This post is published in conjunction with the Latin American Studies Association congress in Barcelona. Check for other posts from the conference. #LASA2018
by Florence Babb, author of Women’s Place in the Andes: Engaging Decolonial Feminist Anthropology
This year’s LASA Congress highlights Latin America in a Globalized World, emphasizing comparative knowledge and opportunities for collaboration. These aims and aspirations are ones I’ve shared over my decades of research in Peru, and are at the center of my new book, Women’s Place in the Andes: Engaging Decolonial Feminist Anthropology. While my work in Andean Peru is place-based and deeply ethnographic, I’ve long engaged broader debates in anthropology and Latin American studies—such as how to assess the colonial legacies that show up as contemporary forms of gendered and racialized inequalities. The decolonial turn has had a generative effect on my work, enabling me to discover in earlier contributions, just as in the latest writings in the field, insights that have given me a passion for rethinking what we thought we knew about rural indigenous women, mestiza marketers, and urban migrants. These are but a few of the groups of women I seek to understand anew with the benefit of a critical perspective on Eurocentric modes of knowledge production.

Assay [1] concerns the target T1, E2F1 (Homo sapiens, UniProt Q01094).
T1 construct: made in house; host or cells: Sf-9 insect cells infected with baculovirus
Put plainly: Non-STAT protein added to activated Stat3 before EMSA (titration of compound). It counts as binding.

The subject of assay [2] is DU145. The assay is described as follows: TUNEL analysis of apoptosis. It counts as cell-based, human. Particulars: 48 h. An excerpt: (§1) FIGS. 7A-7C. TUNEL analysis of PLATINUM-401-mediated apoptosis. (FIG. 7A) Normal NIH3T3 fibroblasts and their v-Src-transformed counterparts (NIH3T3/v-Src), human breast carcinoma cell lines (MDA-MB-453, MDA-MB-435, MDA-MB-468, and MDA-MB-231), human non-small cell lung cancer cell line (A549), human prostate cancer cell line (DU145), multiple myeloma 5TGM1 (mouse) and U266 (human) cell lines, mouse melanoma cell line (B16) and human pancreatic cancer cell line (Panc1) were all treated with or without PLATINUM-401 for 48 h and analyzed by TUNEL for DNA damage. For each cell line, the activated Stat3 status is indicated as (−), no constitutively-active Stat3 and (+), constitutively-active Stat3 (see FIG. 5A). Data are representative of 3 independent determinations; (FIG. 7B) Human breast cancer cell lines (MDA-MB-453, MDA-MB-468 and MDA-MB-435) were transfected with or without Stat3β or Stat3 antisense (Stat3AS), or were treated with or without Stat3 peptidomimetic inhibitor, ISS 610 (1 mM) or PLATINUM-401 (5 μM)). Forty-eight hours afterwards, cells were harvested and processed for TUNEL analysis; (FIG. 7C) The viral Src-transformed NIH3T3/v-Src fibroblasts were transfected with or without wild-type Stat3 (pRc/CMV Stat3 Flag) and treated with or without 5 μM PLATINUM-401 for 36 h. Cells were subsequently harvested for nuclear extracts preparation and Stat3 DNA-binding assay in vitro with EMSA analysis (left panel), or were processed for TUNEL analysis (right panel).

Some of the commentaries in my new book had to wait decades to be told. Academic traditions that doubted the feminist interventions of a younger scholar and sought to stifle them can account for some of my hesitation in bringing these stories into print sooner. But my own cultural limitations also impeded my ability to see to what extent modernist (and even feminist) interpretive frames had forestalled new knowledge production from the vantage point of the underside of history. Today we recognize otros saberes, other forms of knowledge, and the value of collaboration with the “subjects” of our research. This has sparked in me a desire to move more quickly now and explore the rich possibilities for more inclusive histories, for deeper cultural understanding, and for activism around social justice issues. This shift in my own readiness to challenge what is shortsighted or misguided and propose alternative analytical models is breathing new life into my long-term commitment to working in Peru.
Women’s Place in the Andes is an unusual book in a number of ways, with its hybrid approach to bringing together five new commentary chapters along with six of my previously published works spanning several decades. I hope that readers will find ample food for thought as I reconsider Andeanness and indigeneity in relation to gendered and racialized geographies of difference. To open the discussions that I feel are crucial in light of decolonial feminism, I have needed to challenge not only thinking from the North, but also thinking from the South that has all too often shared a modernist, and colonialist, perspective on the Peru of the provinces, of the highlands. My own writing is always a work in progress subject to further debate, which I hope will inspire others to enter the conversation and help reconceptualize intersecting inequalities in the Andes and beyond.